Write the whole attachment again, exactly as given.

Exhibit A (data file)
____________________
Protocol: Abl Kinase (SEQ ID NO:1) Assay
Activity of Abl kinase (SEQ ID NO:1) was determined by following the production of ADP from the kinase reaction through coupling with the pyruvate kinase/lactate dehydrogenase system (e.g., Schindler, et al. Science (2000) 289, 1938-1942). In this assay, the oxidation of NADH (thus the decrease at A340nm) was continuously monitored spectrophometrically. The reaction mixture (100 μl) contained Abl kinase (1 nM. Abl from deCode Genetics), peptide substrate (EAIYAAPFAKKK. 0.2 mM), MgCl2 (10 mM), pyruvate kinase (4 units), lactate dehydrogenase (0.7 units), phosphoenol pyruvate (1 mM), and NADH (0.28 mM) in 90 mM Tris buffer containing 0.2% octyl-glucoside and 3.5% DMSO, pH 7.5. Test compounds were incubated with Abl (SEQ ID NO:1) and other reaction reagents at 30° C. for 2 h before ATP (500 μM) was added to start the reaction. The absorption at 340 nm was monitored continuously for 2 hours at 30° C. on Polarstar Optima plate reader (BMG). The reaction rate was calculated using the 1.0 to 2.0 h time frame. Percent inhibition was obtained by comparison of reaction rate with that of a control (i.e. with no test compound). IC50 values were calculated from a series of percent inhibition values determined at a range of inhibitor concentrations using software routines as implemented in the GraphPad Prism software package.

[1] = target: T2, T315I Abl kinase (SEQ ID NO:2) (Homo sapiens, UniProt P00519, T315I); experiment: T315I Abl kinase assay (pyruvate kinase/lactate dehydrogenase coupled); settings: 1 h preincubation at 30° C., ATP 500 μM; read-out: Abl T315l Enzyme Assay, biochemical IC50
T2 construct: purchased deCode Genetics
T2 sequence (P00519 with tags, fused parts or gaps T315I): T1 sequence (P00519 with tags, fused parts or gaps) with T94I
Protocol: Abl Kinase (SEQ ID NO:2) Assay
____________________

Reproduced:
Protocol: Abl Kinase (SEQ ID NO:1) Assay
Activity of Abl kinase (SEQ ID NO:1) was determined by following the production of ADP from the kinase reaction through coupling with the pyruvate kinase/lactate dehydrogenase system (e.g., Schindler, et al. Science (2000) 289, 1938-1942). In this assay, the oxidation of NADH (thus the decrease at A340nm) was continuously monitored spectrophometrically. The reaction mixture (100 μl) contained Abl kinase (1 nM. Abl from deCode Genetics), peptide substrate (EAIYAAPFAKKK. 0.2 mM), MgCl2 (10 mM), pyruvate kinase (4 units), lactate dehydrogenase (0.7 units), phosphoenol pyruvate (1 mM), and NADH (0.28 mM) in 90 mM Tris buffer containing 0.2% octyl-glucoside and 3.5% DMSO, pH 7.5. Test compounds were incubated with Abl (SEQ ID NO:1) and other reaction reagents at 30° C. for 2 h before ATP (500 μM) was added to start the reaction. The absorption at 340 nm was monitored continuously for 2 hours at 30° C. on Polarstar Optima plate reader (BMG). The reaction rate was calculated using the 1.0 to 2.0 h time frame. Percent inhibition was obtained by comparison of reaction rate with that of a control (i.e. with no test compound). IC50 values were calculated from a series of percent inhibition values determined at a range of inhibitor concentrations using software routines as implemented in the GraphPad Prism software package.

[1] = target: T2, T315I Abl kinase (SEQ ID NO:2) (Homo sapiens, UniProt P00519, T315I); experiment: T315I Abl kinase assay (pyruvate kinase/lactate dehydrogenase coupled); settings: 1 h preincubation at 30° C., ATP 500 μM; read-out: Abl T315l Enzyme Assay, biochemical IC50
T2 construct: purchased deCode Genetics
T2 sequence (P00519 with tags, fused parts or gaps T315I): T1 sequence (P00519 with tags, fused parts or gaps) with T94I
Protocol: Abl Kinase (SEQ ID NO:2) Assay